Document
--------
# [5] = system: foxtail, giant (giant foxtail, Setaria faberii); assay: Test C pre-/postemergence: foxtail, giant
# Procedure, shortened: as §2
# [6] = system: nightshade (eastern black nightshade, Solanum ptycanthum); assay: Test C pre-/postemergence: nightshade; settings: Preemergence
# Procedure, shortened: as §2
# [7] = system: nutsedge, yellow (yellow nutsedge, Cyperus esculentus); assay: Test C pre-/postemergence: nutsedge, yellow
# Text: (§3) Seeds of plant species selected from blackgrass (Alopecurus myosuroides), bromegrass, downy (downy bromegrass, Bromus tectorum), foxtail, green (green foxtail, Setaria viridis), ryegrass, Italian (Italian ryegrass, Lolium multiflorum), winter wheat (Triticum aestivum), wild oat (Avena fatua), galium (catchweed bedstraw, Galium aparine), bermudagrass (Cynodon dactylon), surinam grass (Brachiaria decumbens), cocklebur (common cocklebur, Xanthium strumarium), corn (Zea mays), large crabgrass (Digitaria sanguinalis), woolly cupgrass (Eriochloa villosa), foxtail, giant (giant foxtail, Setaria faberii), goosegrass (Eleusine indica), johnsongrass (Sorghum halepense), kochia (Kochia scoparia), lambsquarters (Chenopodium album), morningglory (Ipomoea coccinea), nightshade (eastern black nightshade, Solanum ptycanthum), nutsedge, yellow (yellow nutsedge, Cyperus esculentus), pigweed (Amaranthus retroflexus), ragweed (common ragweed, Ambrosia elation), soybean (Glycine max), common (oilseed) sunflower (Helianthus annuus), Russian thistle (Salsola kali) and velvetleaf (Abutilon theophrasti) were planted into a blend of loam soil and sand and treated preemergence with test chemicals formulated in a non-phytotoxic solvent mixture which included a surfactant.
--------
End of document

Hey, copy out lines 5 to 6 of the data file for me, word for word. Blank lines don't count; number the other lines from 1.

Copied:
# [7] = system: nutsedge, yellow (yellow nutsedge, Cyperus esculentus); assay: Test C pre-/postemergence: nutsedge, yellow
# Text: (§3) Seeds of plant species selected from blackgrass (Alopecurus myosuroides), bromegrass, downy (downy bromegrass, Bromus tectorum), foxtail, green (green foxtail, Setaria viridis), ryegrass, Italian (Italian ryegrass, Lolium multiflorum), winter wheat (Triticum aestivum), wild oat (Avena fatua), galium (catchweed bedstraw, Galium aparine), bermudagrass (Cynodon dactylon), surinam grass (Brachiaria decumbens), cocklebur (common cocklebur, Xanthium strumarium), corn (Zea mays), large crabgrass (Digitaria sanguinalis), woolly cupgrass (Eriochloa villosa), foxtail, giant (giant foxtail, Setaria faberii), goosegrass (Eleusine indica), johnsongrass (Sorghum halepense), kochia (Kochia scoparia), lambsquarters (Chenopodium album), morningglory (Ipomoea coccinea), nightshade (eastern black nightshade, Solanum ptycanthum), nutsedge, yellow (yellow nutsedge, Cyperus esculentus), pigweed (Amaranthus retroflexus), ragweed (common ragweed, Ambrosia elation), soybean (Glycine max), common (oilseed) sunflower (Helianthus annuus), Russian thistle (Salsola kali) and velvetleaf (Abutilon theophrasti) were planted into a blend of loam soil and sand and treated preemergence with test chemicals formulated in a non-phytotoxic solvent mixture which included a surfactant.